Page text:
ARTS AND CRAFTS: Seven young artists have won a sponsorship jackpot from Tiffany & Co., part of an ongoing partnership with the Outset Contemporary Art Fund. The jeweler provides promising arts graduates with rent-free studio space for a year to help them refine their work and kick-start their careers.
Richard Moore, the brand’s divisional vice president, store design and creative visual merchandising, revealed the names of the seven winners for this year during a breakfast held at Tiffany’s new Covent Garden concept space.
They are James Fuller, who is best known for creating art pieces out of mundane, everyday objects; multidisciplinary artist Mark Corfield-Moore; sculptor Miriam Naeh; contemporary jewelry designer Neung Wi Kim; painter Roy Efrat; Sofia Mitsola who stands out for her abstract portraits, and mixed-media artist Yasmine Robinson.
“Art has been such an important part of our brand narrative,” said Moore. “We really wanted to create not only an opportunity for young and emerging artists in London to be able to make those first steps up the ladder, but also to create that sense of community. It’s one of our brand purposes, as big organizations should really be supporting the community and the world at large.”
The winning artists will be given the opportunity to display their works in the Tiffany Covent Garden boutique as part of a three-week exhibition that will expose them to the wide-ranging audience the brand attracts in its new concept space.
The brand is known for keeping close ties with the art world since it was founded 181 years ago, with Andy Warhol, Robert Rauschenberg and Jasper John being some of its early beneficiaries. This is the second year of the prize.
Designed to inspire a less formal atmosphere and speak to the new generation, the Covent Garden space, which comes complete with vending machines selling perfume, personalization stations where customers can engrave their own illustrations on jewelry and gigantic video screens, is said to attract up to 2,000 visitors on weekends, which is higher than many local art galleries.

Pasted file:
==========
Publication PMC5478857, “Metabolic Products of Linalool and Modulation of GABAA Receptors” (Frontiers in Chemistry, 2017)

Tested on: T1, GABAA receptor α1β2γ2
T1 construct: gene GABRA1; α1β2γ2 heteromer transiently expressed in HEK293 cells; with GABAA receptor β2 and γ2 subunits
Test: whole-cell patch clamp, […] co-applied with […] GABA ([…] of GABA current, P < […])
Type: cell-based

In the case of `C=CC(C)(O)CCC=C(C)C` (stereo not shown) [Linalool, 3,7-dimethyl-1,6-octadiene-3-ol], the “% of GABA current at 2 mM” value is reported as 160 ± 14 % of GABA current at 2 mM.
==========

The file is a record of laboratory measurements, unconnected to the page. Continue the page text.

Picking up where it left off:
“It’s really about creating that brand experience for our clients. You can buy anything online nowadays, so you need a reason to come into the store,” added Moore. “When you come here, you get to try things on, style them together and learn about the ideas behind the brand. Using the store to expose these seven different artists and some of the amazing work that they do is hugely important because art really enriches peoples lives. It makes us more educated, it makes us better people, and therefore being able to introduce these works to some of our customers who wouldn’t go to a gallery or a museum necessarily, is key.”
Moore added that by supporting these types of initiatives and experimenting with new retail experiences, Tiffany can also shine a light on its ongoing commitment to craftsmanship and refresh its image.
“The whole store is really about creating this different personality and different view of the brand. The concept here is centered around creating things and making them your own with personalization, which is also linked to the idea of an artist creating their work by hand. This is a big part of our story and even though people might see Tiffany as this big sort of corporate machine, the team back in New York is actually constantly working with artists, illustrators, stylists and florists and making things by hand at our studio.”